The possibility of a North Haven cell tower to improve local service; the problem of what to do with the former home of the late Lovelady Powell if her property were acquired as preserved open space; and a proposal to ban parking for the first 100 yards of Fresh Pond Road were among many topics that came up at the North Haven Village Board’s monthly meeting on Tuesday, October 20.
Also at the session, conducted virtually via Zoom, the board flatly rejected in a 5-0 vote the request of a Sunset Beach Road property owner to be exempted from the village’s requirement that an I/A or “innovative/alternative,” nitrogen-reducing septic system be installed for all new construction, major renovations or whenever the Suffolk County Department of Health finds that an aging septic system must be replaced.
The village code allows for the Village Board to grant a waiver from the rule in cases of “economic hardship,” which the code does not define. Mayor Jeff Sander commented at the session, that “only [in] dire conditions would we allow and exception.”
It’s “disconcerting” to have to put in an expensive I/A system when his house is used “only a quarter of the year,” said the applicant, Frank J. Mangieri, who participated in the Zoom session. The cost will be $20,000 more than putting in a new conventional system, which itself would cost 5 percent of the price he paid for his house, he told the board.
“Your incentivizing me to leave the old system in place and hope nothing happens,” he added.
Mr. Mangieri noted that “income and obligations are two different things.” His wife has lost her job in the pandemic and his income has fallen, he said, but “I still have obligations.”
“It’s pretty hard to figure out what’s fair. I empathize,” replied Mayor Sander, “but the flip side of that is the need to change out the [old, passive septic] systems that have been affecting our waterways … We have to set the bar somewhere.”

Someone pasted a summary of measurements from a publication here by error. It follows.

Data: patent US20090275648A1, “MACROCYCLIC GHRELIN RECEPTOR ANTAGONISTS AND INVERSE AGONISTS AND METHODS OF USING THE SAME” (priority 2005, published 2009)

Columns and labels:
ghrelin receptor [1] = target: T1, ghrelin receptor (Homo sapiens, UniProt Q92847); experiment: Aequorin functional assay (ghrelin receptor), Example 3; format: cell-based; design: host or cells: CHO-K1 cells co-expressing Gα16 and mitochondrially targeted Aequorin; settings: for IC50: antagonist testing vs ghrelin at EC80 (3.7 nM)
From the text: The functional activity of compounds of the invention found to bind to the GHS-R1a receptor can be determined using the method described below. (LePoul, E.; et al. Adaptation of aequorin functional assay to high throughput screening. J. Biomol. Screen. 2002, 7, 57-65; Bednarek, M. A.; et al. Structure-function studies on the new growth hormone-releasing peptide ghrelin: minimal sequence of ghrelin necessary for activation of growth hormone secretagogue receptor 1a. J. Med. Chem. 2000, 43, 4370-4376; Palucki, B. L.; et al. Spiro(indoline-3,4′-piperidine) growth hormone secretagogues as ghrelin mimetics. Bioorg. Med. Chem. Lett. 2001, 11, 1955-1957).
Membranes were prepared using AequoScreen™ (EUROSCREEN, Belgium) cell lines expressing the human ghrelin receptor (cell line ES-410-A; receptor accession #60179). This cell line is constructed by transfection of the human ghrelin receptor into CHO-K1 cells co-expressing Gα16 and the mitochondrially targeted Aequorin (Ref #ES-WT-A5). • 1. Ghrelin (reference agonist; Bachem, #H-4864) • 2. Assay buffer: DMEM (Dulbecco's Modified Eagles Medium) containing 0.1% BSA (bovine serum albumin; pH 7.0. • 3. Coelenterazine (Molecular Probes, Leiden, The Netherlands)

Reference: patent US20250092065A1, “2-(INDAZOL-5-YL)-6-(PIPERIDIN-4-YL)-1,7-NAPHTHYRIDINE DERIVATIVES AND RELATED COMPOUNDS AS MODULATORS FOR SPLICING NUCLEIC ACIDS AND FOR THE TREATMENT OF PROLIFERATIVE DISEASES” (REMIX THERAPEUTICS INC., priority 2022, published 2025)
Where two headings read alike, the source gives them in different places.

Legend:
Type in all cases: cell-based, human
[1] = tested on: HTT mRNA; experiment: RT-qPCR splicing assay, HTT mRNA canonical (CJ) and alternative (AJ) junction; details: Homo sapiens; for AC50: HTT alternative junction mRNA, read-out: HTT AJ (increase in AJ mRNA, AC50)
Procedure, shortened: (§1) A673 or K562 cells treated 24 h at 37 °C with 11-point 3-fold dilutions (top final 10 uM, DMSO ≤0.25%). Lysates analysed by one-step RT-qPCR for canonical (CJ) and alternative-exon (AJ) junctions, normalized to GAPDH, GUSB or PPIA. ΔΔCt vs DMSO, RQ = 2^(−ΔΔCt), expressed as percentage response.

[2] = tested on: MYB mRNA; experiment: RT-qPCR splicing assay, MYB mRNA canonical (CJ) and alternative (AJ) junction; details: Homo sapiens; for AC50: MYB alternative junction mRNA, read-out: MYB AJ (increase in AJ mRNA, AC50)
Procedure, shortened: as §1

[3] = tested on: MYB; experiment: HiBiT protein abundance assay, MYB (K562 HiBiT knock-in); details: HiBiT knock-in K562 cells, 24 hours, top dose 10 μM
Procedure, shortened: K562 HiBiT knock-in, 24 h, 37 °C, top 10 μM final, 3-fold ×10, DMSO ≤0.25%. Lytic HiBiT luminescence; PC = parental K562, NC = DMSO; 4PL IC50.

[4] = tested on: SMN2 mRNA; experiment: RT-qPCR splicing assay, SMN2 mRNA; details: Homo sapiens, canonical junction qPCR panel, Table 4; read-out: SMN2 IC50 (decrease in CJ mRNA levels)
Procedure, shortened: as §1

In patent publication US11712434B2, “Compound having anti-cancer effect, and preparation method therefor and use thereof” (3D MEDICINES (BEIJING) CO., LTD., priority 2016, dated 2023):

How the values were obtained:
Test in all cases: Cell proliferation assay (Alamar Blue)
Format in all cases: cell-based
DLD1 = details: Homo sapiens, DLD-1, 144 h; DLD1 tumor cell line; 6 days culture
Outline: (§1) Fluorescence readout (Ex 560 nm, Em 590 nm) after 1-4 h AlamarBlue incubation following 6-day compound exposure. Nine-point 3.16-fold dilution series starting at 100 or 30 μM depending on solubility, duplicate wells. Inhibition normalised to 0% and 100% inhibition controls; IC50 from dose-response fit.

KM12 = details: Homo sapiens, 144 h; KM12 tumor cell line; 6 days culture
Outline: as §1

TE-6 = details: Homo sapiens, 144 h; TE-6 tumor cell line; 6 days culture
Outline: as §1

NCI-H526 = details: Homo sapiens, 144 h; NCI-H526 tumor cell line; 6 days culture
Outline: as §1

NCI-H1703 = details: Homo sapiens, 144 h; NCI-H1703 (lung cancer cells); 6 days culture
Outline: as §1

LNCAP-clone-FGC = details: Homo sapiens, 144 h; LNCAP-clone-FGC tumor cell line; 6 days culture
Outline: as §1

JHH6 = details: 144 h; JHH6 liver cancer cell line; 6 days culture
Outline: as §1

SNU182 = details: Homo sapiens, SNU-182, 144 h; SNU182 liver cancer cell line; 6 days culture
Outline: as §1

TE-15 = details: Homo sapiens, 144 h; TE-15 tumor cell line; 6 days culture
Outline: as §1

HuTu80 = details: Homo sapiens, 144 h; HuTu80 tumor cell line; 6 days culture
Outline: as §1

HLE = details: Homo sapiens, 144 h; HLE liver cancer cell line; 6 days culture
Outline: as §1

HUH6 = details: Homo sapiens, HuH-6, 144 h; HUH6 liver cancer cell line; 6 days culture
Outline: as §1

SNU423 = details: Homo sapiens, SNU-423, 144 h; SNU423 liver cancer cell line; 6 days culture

When the mayor noted that Mr. Mangieri may be eligible for town, county and state rebates that could cover the cost of an I/A system, Mr. Mangieri said he’d been told the town considered its rebate program “a low priority” and that — while he might qualify for state and county funding — “there’s no money available” in 2020 because of the sharp drop-off in tax revenues during the pandemic, “and they can’t guarantee that even 2021 money will go to me.”
Board members discussed revising the code to establish a metric for determining economic hardship, perhaps using the state’s rules for “STAR” and “Enhanced STAR” property tax relief, but they did not debate Mr. Mangieri’s application, voting unanimously and without comment to reject it.
Cell Tower Conversations
Mayor Sander reported that he had asked newly elected Trustee Terie Diat and former Trustee Chris Fiore, both of whom had called for better cell service during their competing election campaigns, to look into the problem, including contacting cell providers and tower builders. (The first contested election in North Haven in years, their race drew nearly 300 people to the poll on September 15, Clerk-Treasurer Eileen Tuohy reported, resulting in a fairly close victory for Ms. Diat, 148 to 120.)
“There’s homework that needs to be done,” and no proposal is ready to be aired, Mr. Fiore said, but he added that the ideal tower would be for a “48 foot-flagpole … that comes up between the trees.” He said Ms. Diat would be meeting with Sag Harbor Mayor Kathleen Mulcahy to learn about that village’s efforts that led to a contract with Verizon for installing antennae in the Municipal Building cupola.